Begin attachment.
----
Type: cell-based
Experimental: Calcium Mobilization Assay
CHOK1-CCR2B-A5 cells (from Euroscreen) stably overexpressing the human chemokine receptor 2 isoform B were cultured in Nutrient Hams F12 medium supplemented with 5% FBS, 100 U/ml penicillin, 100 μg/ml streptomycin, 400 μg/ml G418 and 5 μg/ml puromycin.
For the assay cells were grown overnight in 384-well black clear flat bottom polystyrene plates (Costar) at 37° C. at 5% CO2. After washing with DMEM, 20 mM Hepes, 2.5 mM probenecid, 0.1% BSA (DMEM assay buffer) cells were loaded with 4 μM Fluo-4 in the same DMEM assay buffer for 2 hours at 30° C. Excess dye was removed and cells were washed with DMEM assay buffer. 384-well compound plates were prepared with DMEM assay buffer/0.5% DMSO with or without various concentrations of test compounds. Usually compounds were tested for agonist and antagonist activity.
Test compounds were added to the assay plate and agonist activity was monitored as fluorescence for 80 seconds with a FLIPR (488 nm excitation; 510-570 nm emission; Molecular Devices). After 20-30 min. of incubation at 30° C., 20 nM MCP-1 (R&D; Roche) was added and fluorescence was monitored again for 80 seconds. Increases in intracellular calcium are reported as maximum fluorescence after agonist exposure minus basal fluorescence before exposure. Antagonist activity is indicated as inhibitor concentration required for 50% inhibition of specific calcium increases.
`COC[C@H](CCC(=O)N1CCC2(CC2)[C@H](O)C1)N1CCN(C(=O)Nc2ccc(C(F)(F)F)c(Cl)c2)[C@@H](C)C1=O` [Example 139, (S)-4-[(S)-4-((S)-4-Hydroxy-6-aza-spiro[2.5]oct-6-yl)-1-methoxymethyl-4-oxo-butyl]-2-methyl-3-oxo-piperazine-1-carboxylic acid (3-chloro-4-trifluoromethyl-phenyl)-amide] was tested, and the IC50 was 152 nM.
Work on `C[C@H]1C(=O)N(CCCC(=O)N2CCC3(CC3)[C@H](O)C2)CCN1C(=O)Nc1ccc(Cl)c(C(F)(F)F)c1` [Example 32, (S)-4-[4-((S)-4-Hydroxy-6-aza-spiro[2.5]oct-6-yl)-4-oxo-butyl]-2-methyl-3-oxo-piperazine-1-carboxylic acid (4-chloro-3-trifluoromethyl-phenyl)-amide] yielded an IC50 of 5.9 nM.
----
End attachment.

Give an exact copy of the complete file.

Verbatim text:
Type: cell-based
Experimental: Calcium Mobilization Assay
CHOK1-CCR2B-A5 cells (from Euroscreen) stably overexpressing the human chemokine receptor 2 isoform B were cultured in Nutrient Hams F12 medium supplemented with 5% FBS, 100 U/ml penicillin, 100 μg/ml streptomycin, 400 μg/ml G418 and 5 μg/ml puromycin.
For the assay cells were grown overnight in 384-well black clear flat bottom polystyrene plates (Costar) at 37° C. at 5% CO2. After washing with DMEM, 20 mM Hepes, 2.5 mM probenecid, 0.1% BSA (DMEM assay buffer) cells were loaded with 4 μM Fluo-4 in the same DMEM assay buffer for 2 hours at 30° C. Excess dye was removed and cells were washed with DMEM assay buffer. 384-well compound plates were prepared with DMEM assay buffer/0.5% DMSO with or without various concentrations of test compounds. Usually compounds were tested for agonist and antagonist activity.
Test compounds were added to the assay plate and agonist activity was monitored as fluorescence for 80 seconds with a FLIPR (488 nm excitation; 510-570 nm emission; Molecular Devices). After 20-30 min. of incubation at 30° C., 20 nM MCP-1 (R&D; Roche) was added and fluorescence was monitored again for 80 seconds. Increases in intracellular calcium are reported as maximum fluorescence after agonist exposure minus basal fluorescence before exposure. Antagonist activity is indicated as inhibitor concentration required for 50% inhibition of specific calcium increases.
`COC[C@H](CCC(=O)N1CCC2(CC2)[C@H](O)C1)N1CCN(C(=O)Nc2ccc(C(F)(F)F)c(Cl)c2)[C@@H](C)C1=O` [Example 139, (S)-4-[(S)-4-((S)-4-Hydroxy-6-aza-spiro[2.5]oct-6-yl)-1-methoxymethyl-4-oxo-butyl]-2-methyl-3-oxo-piperazine-1-carboxylic acid (3-chloro-4-trifluoromethyl-phenyl)-amide] was tested, and the IC50 was 152 nM.
Work on `C[C@H]1C(=O)N(CCCC(=O)N2CCC3(CC3)[C@H](O)C2)CCN1C(=O)Nc1ccc(Cl)c(C(F)(F)F)c1` [Example 32, (S)-4-[4-((S)-4-Hydroxy-6-aza-spiro[2.5]oct-6-yl)-4-oxo-butyl]-2-methyl-3-oxo-piperazine-1-carboxylic acid (4-chloro-3-trifluoromethyl-phenyl)-amide] yielded an IC50 of 5.9 nM.